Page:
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It may not be fair to our friends in the Denver or Mexico City, but it’s true: Most recipes are designed for cooking at sea level. Once you hit 3,000 feet of altitude or above, you’ll need to make some adjustments to compensate for the change in air pressure.
From increasing your liquids to cooking your food longer, here are some basic tips for how to adjust recipes when cooking or baking for altitude.
But First … Why Does Altitude Affect Cooking and Baking?
Let’s remember our high school physics: When the altitude goes up, the air pressure goes down. This decrease in atmospheric pressure means that water boils at a lower temperature and evaporates more quickly. Food has a harder time retaining heat, so it takes longer to cook. (Just to make things complicated, however, this evaporation has the opposite effect on baked goods).
This, combined with the drier air, can cause the food to lose moisture as well. The higher the altitude, the greater the effect it will have on your cooking and baking. You’ll likely need to make more adjustments when cooking at 7,000 feet above sea level than 3,000.
Cooking for Altitude
Expect meat to require a longer cook time in high altitudes. Regardless of how you are preparing it, ensure that it is cooked through by using a meat thermometer to verify its internal temperature. Cooking it longer can also mean that meat dries out more easily, so consider basting it during the final 5-10 minutes.
Cook vegetables for an additional five minutes. If steaming your veggies, add 25% more water than before, as it will evaporate more quickly.
If grilling your meat, veggies, or other food items, you’ll want to cook them at a lower temperature than usual, and for longer. Place them farther from the heat source, to keep the food from burning and drying out during the extended cook time.
Because the boiling point of water is lower in high altitudes, pasta cooks more slowly. In addition to increasing the cook time, Denver chef Jon Emanuel recommends using a large pot of water even if only cooking a small serving of pasta. This keeps the temperature of the water from dropping as much when you add the pasta. Chef Emanuel also recommends adding extra salt, which raises the boiling point of water.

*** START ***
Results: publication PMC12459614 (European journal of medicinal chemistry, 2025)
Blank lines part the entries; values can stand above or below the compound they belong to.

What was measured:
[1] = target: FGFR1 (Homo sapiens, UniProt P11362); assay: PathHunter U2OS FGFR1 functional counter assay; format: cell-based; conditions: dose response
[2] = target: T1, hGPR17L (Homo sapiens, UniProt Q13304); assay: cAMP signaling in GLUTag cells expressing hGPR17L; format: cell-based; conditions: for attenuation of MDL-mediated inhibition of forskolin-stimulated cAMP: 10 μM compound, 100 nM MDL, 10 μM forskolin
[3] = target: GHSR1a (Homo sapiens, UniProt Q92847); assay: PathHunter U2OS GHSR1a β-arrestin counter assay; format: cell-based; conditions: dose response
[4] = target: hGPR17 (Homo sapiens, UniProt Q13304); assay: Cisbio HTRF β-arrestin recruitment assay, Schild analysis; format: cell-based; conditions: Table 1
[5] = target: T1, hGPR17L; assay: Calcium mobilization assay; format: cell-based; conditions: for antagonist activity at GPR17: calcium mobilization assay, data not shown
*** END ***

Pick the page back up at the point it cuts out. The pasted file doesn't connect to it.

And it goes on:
Like pasta, rice will take longer to cook in high altitudes. However, you need to be more precise when adding water to a pot of rice. Boil the rice in just 15-20% more water than usual, and add a few minutes to the cook time.
Soups and Sauces
Faster evaporation is the biggest concern when preparing soups and sauces in high altitudes, as it will affect the consistency. Add 1-2 tablespoons of water at a time to sauces and up to a cup of water to soups to achieve the desired texture.
To avoid making your slow-cooker foods very-slow-cooker foods, defrost any frozen ingredients before adding them to the pot. Be sure to check the internal temperature of meat before digging in as well. If using a thickening agent like flour, increase the amount of water added as well.
Hard-boiled eggs can be tricky in high altitudes because the boiling point of water is lower. The Mountain Mama Cooks blog recommends several tips: use eggs that are 1-2 weeks old, allow them to reach room temperature before cooking, and cook at a rolling boil in an uncovered pot for 15 minutes. Remove eggs from heat, and let sit for three minutes before running them under cool water for 1-2 minutes.
Baking for Altitude
Temperature and Time
Cakes, cookies, breads–they all cook faster in high altitudes due to the increased rate of evaporation. This means they start to dry out and expand too much if you leave them in for the recommended length of time. To counteract this, King Arthur Flour recommends increasing your oven temperature by 15-25 degrees Fahrenheit and decreasing your baking time by 5-8 minutes for every half hour recorded in the recipe.
The accelerated rate of evaporation can also cause the sugar to become overly concentrated, which can ruin the structure of baked goods like breads and cakes. A good rule of thumb is to use one less tablespoon of sugar per every cup in the recipe.
To keep your baked goods from drying out, you’ll want to add liquid, though the amount will depend on how high the altitude is. Better Homes and Gardens recommends adding 1-2 tablespoons per cup at 3,000-5,000 feet, 2-4 at 5,000-7,000 feet, and 3-4 above 7,000 feet.
Baking is all about chemistry, which makes adjusting leavening ingredients like baking soda and baking powder a tad complicated. Check out King Arthur Flour’s helpful chart to see what specific changes you should make based on your elevation and the acidic ingredients in your recipe!
– Emily Polson
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